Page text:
But Sasse criticized how the rule is being applied today.
“It’s abuse of the system,” Sasse told Target 12. “You can’t defend 1,600 people and you can’t defend it for senior executive positions because those senior executive positions have a lot of responsibility, but they’re reasonably compensated.”
As Target 12 previously reported, Feisthamel’s old office in Cranston was emptied last December and given to someone else. His security access at Eleanor Slater also ended around the same time. And emails obtained through an Access to Public Records Act request show Feisthamel sent few messages from his state account during that time, averaging about 1.3 emails per workday throughout March.
The March 8 note was one of 59 emails sent to Feisthamel during that month. A large portion of the emails came from Michelle Place, assistant to then-director Kathryn Power — mostly flagging news stories to Feisthamel detailing the many problems swirling around the hospital system.
“Keeping the COO/CFO of [Eleanor Slater] in the loop on what is going on in your hospital,” Place wrote on March 23.
Eleanor Slater is currently the focus of several reviews, including an investigation by R.I. Attorney General Peter Neronha into patient care and finances. This week, a national accrediting agency issued a damning report citing five immediate threats to life, showing patients are currently living in a “dangerous environment.”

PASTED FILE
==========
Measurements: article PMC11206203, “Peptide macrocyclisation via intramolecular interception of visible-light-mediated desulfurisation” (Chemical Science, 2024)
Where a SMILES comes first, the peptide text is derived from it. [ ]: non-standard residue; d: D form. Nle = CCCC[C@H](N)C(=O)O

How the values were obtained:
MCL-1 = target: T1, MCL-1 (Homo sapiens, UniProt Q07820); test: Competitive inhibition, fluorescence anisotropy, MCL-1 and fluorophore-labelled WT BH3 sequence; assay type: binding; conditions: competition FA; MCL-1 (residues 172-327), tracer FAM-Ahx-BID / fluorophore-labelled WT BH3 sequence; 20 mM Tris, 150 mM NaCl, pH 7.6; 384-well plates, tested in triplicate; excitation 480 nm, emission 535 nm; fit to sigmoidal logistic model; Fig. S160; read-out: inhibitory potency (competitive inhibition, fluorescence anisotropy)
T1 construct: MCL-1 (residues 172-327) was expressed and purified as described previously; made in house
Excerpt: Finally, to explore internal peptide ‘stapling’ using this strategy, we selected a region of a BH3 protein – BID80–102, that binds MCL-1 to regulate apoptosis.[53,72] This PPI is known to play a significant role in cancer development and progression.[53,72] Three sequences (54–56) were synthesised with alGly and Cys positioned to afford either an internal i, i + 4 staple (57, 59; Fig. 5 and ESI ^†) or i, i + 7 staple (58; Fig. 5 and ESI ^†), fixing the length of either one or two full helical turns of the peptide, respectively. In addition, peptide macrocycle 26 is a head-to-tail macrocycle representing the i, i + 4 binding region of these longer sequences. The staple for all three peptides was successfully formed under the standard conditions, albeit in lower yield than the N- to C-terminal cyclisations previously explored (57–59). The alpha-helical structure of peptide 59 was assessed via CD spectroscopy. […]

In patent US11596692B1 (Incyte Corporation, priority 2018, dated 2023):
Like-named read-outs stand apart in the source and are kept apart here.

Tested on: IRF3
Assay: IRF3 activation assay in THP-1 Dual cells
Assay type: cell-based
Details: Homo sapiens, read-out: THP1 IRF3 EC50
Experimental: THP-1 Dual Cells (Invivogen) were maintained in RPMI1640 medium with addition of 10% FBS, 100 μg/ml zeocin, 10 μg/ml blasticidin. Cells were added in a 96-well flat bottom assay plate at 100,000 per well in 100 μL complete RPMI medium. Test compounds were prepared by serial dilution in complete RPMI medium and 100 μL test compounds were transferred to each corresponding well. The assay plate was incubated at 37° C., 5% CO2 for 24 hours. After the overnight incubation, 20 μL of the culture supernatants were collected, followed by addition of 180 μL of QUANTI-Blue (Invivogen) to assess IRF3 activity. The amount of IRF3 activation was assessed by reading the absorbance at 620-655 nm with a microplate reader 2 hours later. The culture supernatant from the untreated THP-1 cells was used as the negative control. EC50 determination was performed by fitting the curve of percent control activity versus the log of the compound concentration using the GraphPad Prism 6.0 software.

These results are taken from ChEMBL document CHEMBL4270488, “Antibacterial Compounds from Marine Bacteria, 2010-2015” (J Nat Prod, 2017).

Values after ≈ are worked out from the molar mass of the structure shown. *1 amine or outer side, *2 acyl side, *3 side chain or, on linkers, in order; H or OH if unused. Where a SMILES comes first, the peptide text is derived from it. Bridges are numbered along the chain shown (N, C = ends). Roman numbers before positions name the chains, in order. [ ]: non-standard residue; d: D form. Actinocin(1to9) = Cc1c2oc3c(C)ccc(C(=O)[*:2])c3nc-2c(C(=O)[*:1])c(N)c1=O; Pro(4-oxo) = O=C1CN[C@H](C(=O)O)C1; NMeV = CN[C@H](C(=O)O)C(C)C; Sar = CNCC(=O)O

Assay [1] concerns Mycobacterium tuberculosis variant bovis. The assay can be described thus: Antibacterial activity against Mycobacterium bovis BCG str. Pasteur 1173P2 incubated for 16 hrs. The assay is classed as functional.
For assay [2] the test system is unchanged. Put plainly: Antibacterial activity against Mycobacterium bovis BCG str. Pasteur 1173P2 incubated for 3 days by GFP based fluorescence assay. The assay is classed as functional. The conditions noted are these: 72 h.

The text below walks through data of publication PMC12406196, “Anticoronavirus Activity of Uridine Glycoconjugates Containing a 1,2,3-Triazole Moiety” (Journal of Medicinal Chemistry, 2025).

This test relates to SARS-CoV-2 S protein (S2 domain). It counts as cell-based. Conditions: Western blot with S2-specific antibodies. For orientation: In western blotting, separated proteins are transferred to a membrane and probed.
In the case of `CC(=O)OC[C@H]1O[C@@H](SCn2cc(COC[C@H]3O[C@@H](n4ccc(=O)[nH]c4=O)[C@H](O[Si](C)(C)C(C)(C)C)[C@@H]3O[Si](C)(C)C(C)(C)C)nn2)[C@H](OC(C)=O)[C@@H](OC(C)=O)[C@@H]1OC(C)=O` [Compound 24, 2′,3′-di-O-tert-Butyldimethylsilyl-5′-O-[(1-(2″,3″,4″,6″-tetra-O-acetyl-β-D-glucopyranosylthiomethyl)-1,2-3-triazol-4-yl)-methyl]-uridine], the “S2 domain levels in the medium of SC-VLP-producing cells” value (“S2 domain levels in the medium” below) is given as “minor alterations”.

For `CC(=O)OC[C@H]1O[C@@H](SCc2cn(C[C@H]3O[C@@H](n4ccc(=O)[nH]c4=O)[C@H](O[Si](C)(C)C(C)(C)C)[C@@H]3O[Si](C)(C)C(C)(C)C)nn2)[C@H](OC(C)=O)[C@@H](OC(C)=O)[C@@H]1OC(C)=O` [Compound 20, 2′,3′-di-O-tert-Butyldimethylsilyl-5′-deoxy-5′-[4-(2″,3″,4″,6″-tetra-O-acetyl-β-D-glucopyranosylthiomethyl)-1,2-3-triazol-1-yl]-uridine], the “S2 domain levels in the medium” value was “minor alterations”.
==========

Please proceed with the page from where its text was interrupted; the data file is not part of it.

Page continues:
From January to April, Feisthamel was paid, but he didn’t regularly start showing up for work in-person again until after Target 12 started asking questions about his employment in early April.
Feisthamel has declined all formal interview requests, but he sent a series of text messages after the May investigation – including one that was critical of Target 12’s reporting, although he did not dispute any of its findings.
“I did not appreciate the tenor nor tone of your last story, I did nothing wrong acting as instructed,” he wrote. “I did nothing underhanded as your story implies.”
Feisthamel also claimed he worked for the R.I. Executive Office of Health and Human Services between December and February, and records show his timesheets were signed by Kayleigh Fischer, the executive office’s budget and finance director, from Jan. 1 to Feb. 27. But in a Feb. 5 email to several state employees, Fischer rejected the idea that Feisthamel ever transferred into their department.